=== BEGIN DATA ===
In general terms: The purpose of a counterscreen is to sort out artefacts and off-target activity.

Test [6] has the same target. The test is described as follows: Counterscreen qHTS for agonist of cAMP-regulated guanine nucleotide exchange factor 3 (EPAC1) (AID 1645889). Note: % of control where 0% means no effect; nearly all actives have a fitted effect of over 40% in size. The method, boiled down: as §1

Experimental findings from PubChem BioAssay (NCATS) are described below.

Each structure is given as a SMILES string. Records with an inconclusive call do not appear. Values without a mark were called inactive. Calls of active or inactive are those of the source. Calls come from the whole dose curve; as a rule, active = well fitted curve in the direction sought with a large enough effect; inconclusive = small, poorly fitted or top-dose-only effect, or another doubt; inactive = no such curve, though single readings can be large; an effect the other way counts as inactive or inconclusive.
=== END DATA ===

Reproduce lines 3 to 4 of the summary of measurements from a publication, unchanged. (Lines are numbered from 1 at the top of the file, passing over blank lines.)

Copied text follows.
Experimental findings from PubChem BioAssay (NCATS) are described below.

Each structure is given as a SMILES string. Records with an inconclusive call do not appear. Values without a mark were called inactive. Calls of active or inactive are those of the source. Calls come from the whole dose curve; as a rule, active = well fitted curve in the direction sought with a large enough effect; inconclusive = small, poorly fitted or top-dose-only effect, or another doubt; inactive = no such curve, though single readings can be large; an effect the other way counts as inactive or inconclusive.